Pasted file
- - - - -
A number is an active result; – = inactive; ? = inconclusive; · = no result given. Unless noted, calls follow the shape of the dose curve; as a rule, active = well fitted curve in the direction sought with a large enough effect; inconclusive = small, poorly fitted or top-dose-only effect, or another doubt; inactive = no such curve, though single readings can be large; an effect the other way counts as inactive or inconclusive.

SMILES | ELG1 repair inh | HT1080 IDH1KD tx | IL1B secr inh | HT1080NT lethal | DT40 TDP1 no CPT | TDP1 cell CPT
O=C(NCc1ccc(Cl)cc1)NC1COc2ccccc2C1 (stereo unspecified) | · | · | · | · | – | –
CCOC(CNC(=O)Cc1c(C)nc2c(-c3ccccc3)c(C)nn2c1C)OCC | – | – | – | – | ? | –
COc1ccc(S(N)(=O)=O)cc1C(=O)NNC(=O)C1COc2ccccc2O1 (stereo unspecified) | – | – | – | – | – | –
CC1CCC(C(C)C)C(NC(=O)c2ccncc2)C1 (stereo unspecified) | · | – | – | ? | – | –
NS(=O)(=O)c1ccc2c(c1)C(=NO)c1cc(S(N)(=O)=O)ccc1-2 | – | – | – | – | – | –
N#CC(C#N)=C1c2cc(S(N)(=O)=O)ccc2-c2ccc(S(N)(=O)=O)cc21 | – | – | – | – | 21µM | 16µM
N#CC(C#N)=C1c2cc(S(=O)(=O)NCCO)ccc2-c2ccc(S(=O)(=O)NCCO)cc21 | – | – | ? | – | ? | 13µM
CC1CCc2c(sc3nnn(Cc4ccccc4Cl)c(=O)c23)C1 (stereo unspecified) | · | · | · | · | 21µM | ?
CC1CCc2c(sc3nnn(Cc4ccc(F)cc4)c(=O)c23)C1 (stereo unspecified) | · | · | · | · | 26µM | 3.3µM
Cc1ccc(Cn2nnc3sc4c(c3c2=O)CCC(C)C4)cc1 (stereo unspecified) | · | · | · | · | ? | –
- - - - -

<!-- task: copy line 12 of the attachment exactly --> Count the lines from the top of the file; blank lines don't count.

Cc1ccc(Cn2nnc3sc4c(c3c2=O)CCC(C)C4)cc1 (stereo unspecified) | · | · | · | · | ? | –